Thursday, April 9, 2020
Previous: Ardra plans to make Picard a believer in magic--or else.
Emerging from the wormhole with Ardra, Picard found himself in a busy medieval kitchen. His tricorder proved it was not a hologram, and his comm badge got no response from Enterprise. Still, it didn't prove they had left the planet. "Where is this place?"
Ardra wore a wistful look. "The Andromeda galaxy, a thousand years in your past. You wanted to know my origin; the first clue is in this room. Don't worry about these folks. They can neither hear nor see us."
Always up for a mystery, Picard searched the various faces, unnerved when a fat cook passed though him from behind. At length, he squatted beside a maid tending a firepit. There was no mistaking it.
"That's right," Ardra said. "She's me, a girl who dreams of being on a strike team as a spell caster, but lacks the required brain structure; a certain link by which thought becomes reality. A gout of flame, a flurry of frost balls. You get the idea."
Picard rose. "It would appear she succeeded anyway." Despite his disbelief in magic, he could hardly wait to learn how she did it.
"She found a discarded magic text," Ardra went on, "and studied it at risk of her life. She was already a skilled herbalist. Let's move forward in time to when her resolve reached a boiling point, and she did something really desperate."
They stood in a noisy and crowded tavern, underground by the looks of massive support pillars. A spiked iron fence separated them from an arena where teams outfitted with weapons. A massive iron gate opened to admit a returning team carrying an unconscious member. It set off frantic calls for the camp healer, who apparently wasn't here. Picard had spotted the young Ardra carrying a tray of drinks.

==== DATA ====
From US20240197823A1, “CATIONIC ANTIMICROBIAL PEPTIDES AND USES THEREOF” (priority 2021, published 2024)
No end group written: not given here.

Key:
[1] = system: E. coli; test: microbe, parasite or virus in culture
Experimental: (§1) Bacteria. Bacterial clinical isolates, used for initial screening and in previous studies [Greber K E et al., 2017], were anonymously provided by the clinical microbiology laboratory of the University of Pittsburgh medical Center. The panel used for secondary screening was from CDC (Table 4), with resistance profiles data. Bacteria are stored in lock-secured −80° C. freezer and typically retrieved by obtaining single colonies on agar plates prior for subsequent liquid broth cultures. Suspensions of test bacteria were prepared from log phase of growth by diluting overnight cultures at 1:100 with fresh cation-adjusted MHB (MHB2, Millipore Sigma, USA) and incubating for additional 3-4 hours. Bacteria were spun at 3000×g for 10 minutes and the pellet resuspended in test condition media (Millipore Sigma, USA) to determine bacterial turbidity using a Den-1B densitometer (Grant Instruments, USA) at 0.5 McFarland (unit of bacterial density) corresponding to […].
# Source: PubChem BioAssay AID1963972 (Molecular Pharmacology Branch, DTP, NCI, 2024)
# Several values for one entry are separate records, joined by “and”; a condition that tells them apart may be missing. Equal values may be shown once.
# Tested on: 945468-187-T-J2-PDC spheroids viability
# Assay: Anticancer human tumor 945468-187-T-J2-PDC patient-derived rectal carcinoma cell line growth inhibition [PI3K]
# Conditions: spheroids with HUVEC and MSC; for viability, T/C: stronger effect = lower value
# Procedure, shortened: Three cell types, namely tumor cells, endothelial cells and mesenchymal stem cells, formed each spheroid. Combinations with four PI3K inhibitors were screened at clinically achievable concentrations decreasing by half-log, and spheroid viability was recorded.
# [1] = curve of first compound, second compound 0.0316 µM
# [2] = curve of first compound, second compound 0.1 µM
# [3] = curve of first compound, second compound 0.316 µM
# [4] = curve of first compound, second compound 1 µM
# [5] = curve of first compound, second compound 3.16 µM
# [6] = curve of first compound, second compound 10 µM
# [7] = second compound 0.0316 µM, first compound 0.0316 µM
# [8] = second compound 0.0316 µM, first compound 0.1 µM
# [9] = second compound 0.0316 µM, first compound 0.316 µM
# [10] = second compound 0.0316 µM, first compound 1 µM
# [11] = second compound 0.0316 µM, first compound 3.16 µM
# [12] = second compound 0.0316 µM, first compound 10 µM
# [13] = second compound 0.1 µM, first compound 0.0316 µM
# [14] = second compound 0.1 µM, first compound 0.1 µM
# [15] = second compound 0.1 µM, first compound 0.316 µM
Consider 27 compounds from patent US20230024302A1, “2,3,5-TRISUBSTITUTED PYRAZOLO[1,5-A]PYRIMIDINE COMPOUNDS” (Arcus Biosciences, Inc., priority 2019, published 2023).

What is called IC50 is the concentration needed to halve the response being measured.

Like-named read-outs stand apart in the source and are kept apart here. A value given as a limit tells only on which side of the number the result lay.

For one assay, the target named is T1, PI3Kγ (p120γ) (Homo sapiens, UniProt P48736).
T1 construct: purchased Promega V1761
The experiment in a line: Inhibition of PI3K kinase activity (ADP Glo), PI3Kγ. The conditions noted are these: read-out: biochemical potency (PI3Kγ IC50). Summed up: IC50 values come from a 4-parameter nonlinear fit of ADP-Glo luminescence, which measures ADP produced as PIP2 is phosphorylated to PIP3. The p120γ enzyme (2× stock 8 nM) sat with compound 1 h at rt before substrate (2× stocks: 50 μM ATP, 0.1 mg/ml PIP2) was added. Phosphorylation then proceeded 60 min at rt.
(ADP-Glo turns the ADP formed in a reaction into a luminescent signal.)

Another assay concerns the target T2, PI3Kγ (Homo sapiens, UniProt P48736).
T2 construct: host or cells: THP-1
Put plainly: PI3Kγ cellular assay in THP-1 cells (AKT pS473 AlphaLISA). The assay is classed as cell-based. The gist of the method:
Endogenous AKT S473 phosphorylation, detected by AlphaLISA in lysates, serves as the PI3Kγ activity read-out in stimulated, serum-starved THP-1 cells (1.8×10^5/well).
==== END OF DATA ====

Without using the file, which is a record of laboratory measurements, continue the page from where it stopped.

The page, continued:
Ardra watched him approvingly. "Very good. Keep a close eye on her."
The maid stood on a table to lively objections from its occupants, and leapt over the fence. She avoided clutching hands on her way to the stricken team. A petite blonde exchanged hurried words with the maid, and prevented others from interfering.
"What's happening?" Picard couldn't take his eyes away.
"That fighter was stung by an insectoid down in the labyrinth, and is having an anaphylactic reaction that has closed his airway. The maid recognizes this, and has some herbs intended for making tea--except there's no time. She decides on a desperate measure."
"Indeed." Picard watched her clamp the pouch over the man's nose and mouth. He jerked to a sitting position, coughing and gagging, to a delirious celebration. The forgotten maid was escorted out by camp security.
Ardra shifted them to the tavern side, where the forlorn maid was getting glad-handed and some amused pats on the head. The kitchen mistress would have her hide for this, if Picard knew his medieval history.
The blonde peered through the iron bars from the arena side. "You deserve better. I'll send for you in the morning." The young Ardra went open-mouthed with euphoria. She wouldn't even feel the blows from her boss's strap.
"The blonde is the sorceress Iris," Ardra said. "She taught me forbidden magic in gratitude, but scoffed at the notion I'd ever be able to use it."
"Yet you did."
Ardra nodded, shifting them once again through time and space. Two girls--the young Ardra, along with Iris, huddled on the floor in predawn gloom. They wore night gowns, sitting between beds, intently discussing highly technical details of spell casting.
"This is Iris' room," Picard surmised. "The maid was found to have the required brain structure after all, and has been accepted by the academy."
"Very astute, Picard! Actually, her brain structure is unorthodox. Was it there all along, or did she grow it by iron force of will? I still don't know."
"I'm prepared to believe the latter," Picard said.
A faint blue glow appeared about the former maids' fingertips, setting off a frenetic bout of celebratory hugging.
"And there you have it," Ardra said. "My first animus, the spell precursor phenomenon."
Picard gazed down at the happy tableau. "I begin to understand. You pursued your newfound abilities with the same zeal by which you brought matters to this moment. There came a point where this galaxy was no longer big enough. I still can't believe in fairytale magic. This is some kind of very advanced telekinesis. Does that satisfy your condition?"
"Call it whatever you like." Ardra shrugged. "As long as you know it's genuine. We'll return to Ventax now. I'll need you to be out of town by sundown."
"Yes." Picard made a wry grin. "Quite so."